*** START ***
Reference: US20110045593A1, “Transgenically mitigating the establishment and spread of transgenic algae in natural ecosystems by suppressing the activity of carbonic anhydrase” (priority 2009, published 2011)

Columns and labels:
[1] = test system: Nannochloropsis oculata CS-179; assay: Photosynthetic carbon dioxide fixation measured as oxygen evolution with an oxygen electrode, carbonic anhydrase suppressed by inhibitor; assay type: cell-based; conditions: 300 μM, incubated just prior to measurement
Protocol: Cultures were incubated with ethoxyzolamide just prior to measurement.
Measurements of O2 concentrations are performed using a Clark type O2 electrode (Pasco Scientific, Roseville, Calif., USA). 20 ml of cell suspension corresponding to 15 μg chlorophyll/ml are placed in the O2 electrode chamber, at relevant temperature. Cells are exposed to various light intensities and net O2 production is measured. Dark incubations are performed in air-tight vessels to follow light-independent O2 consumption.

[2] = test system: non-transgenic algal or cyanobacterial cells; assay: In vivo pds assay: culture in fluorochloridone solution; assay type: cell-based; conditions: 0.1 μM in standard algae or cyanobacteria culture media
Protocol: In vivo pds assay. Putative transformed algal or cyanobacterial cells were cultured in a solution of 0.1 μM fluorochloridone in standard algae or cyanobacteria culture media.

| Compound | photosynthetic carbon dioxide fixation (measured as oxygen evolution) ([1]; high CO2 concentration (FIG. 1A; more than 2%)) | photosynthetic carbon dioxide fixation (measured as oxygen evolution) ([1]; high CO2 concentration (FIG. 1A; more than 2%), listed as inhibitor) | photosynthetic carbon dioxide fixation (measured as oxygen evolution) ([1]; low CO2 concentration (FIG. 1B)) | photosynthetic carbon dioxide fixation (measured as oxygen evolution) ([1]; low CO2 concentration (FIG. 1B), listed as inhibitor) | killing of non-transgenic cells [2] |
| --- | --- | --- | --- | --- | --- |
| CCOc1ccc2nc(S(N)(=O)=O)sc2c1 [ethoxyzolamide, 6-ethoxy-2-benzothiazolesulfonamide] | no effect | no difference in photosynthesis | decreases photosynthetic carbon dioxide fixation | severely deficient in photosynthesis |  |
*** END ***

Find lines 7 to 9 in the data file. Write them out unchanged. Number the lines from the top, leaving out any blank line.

Protocol: In vivo pds assay. Putative transformed algal or cyanobacterial cells were cultured in a solution of 0.1 μM fluorochloridone in standard algae or cyanobacteria culture media.

| Compound | photosynthetic carbon dioxide fixation (measured as oxygen evolution) ([1]; high CO2 concentration (FIG. 1A; more than 2%)) | photosynthetic carbon dioxide fixation (measured as oxygen evolution) ([1]; high CO2 concentration (FIG. 1A; more than 2%), listed as inhibitor) | photosynthetic carbon dioxide fixation (measured as oxygen evolution) ([1]; low CO2 concentration (FIG. 1B)) | photosynthetic carbon dioxide fixation (measured as oxygen evolution) ([1]; low CO2 concentration (FIG. 1B), listed as inhibitor) | killing of non-transgenic cells [2] |
| --- | --- | --- | --- | --- | --- |